Learning Indonesian

November 18, 2012

I started to take Indonesian classes a few weeks ago. And yes, I found someone who was a native speaker and willing to try to teach me at home.
(and I am well aware that there are more than 700 languages used all over Indonesia, and I do not intend to learn them, thank you. Bahasa Indonesia, as it is called, is the official one and I will stick to that).  



 

Compared to some other languages, Indonesian is quite easy to learn : same alphabet, the sounds are quite simple, and the grammar is virtually non-existent compared to European languages. 

For example, there are no tenses at all. A verb is the same whatever the subject is. And also the same regardless of the time. If you want to induce a time notion, you just define it and include "yesterday", "next year" or "when I'll walk on the moon" in your sentence. And that's it.

Maybe this is why time is a slightly different notion in Indonesia. There's a word for tomorrow, which is "besok", but when someones says "ya, besok!" (yes, tomorrow!), you might want to make sure the person is actually talking about the next day or the next few ones...And it makes it quite difficult to grab at first for someone who is used, like me, to speak languages in which present, past and future are different.

 

There is no plural either. Double the word, and that's plural. "Anak", a child. "Anak anak", children. If you need to be more specific, you use numbers or qualify with "a lot", "a few", etc.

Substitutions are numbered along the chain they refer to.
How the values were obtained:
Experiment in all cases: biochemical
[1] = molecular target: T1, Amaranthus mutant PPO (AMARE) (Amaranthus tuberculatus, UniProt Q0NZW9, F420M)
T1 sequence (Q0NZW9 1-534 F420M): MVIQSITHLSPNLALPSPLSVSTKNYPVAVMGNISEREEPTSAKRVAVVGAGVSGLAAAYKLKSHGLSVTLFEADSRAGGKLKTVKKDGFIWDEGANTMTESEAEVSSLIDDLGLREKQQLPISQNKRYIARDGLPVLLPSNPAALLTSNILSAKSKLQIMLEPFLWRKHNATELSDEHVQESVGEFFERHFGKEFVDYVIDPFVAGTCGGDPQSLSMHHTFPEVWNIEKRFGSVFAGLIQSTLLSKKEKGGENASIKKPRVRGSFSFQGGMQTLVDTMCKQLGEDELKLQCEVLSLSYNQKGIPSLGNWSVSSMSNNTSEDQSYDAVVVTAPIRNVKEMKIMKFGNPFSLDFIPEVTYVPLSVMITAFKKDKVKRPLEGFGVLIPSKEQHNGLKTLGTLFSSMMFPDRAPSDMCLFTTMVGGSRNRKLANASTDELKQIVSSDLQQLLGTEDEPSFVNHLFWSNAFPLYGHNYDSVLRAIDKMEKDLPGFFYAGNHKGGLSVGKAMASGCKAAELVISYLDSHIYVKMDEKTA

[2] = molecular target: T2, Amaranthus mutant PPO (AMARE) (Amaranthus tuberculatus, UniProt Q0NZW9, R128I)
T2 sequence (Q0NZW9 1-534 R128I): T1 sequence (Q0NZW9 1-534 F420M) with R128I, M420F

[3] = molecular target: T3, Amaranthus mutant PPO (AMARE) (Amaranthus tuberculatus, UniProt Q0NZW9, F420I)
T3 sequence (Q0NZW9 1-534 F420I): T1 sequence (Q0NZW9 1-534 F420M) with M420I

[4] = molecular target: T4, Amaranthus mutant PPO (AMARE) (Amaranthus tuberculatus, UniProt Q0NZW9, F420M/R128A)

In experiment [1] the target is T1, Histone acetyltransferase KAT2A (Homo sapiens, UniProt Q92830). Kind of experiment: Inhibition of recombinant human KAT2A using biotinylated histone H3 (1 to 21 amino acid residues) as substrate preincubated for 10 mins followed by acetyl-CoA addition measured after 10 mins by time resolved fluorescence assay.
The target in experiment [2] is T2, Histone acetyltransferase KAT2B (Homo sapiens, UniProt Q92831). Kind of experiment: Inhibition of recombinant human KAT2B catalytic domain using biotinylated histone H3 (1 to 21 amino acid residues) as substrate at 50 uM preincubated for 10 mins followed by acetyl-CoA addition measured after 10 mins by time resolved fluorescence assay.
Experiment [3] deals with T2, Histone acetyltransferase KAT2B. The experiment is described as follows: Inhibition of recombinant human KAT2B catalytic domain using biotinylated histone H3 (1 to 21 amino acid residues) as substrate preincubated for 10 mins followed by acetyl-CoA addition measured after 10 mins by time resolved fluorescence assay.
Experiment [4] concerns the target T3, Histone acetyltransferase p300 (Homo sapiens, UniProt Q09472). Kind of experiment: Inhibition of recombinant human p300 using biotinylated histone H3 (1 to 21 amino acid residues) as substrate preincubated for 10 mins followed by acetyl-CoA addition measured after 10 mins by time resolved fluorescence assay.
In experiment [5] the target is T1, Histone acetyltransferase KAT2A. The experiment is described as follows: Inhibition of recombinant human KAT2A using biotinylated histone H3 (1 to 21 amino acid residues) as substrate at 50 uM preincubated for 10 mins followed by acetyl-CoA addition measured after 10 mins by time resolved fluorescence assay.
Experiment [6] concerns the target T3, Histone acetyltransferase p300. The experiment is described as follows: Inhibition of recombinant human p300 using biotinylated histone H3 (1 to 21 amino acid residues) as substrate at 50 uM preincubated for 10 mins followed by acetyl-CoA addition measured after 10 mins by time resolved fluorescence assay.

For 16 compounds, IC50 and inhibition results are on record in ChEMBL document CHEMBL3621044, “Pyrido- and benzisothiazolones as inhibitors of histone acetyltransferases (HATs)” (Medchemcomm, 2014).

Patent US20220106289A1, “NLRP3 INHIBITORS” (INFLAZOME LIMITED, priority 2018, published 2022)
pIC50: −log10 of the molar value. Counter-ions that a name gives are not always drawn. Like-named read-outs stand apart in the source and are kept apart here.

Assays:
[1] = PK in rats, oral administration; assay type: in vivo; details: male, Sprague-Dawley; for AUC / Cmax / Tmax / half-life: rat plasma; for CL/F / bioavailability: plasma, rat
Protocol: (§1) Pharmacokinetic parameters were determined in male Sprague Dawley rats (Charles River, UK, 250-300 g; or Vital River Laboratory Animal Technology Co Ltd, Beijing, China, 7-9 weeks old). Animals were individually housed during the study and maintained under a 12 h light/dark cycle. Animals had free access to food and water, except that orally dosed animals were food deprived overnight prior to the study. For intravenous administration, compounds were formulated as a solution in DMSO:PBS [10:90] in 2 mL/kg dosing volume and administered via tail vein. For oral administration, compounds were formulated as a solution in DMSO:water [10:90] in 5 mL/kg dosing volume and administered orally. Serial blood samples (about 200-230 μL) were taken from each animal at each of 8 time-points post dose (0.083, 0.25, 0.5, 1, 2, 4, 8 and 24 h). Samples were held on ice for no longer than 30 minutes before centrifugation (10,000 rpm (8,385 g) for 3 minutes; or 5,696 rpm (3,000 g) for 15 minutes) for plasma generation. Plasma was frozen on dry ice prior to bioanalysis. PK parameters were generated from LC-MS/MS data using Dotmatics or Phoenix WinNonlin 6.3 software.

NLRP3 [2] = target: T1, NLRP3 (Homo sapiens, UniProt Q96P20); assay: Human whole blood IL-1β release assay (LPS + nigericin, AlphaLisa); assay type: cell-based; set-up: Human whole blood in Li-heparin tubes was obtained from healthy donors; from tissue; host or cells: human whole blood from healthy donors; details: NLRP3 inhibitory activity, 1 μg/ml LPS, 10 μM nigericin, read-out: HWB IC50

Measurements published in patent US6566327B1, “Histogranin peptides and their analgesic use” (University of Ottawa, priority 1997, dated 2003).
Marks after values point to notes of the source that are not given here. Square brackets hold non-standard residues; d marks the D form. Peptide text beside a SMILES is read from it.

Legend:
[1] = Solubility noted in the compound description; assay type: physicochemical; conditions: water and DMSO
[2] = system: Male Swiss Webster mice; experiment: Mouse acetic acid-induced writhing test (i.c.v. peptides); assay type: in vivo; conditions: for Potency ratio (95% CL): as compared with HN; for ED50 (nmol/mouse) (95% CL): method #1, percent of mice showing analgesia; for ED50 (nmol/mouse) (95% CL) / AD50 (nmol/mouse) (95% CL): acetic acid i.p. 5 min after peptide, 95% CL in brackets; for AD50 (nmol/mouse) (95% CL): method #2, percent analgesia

BUT there is a trick. Some words are doubled even though they are singular. Ha ha, not so easy after all. Spider: laba-laba. Butterfly: kupu-kupu. Which shall not be mixed with "kupu-kupu malam", litteraly meaning "night butterfly" but used to qualify prostitutes...

 

And just like in any languages, there are a bunch of similar words you do not want to mix because they do not mean the same at all. Like "kelapa" (coconut) and "kepala" (head). I am pretty sure I asked once for a "head ice-cream" instead of a coconut one.

 

But generally, people were super nice about my poor attempts at speaking Indonesian, and are also very helpful, trying to understand what I am going on about and helping me out with new words. My new best friend is a pocket Indonesian-English dictionary. Three words a day, someone once told me, that's what I am trying to do. Making lists and all in a little notebook. I am sort of hoping to be able to have a standard conversation in a few months...

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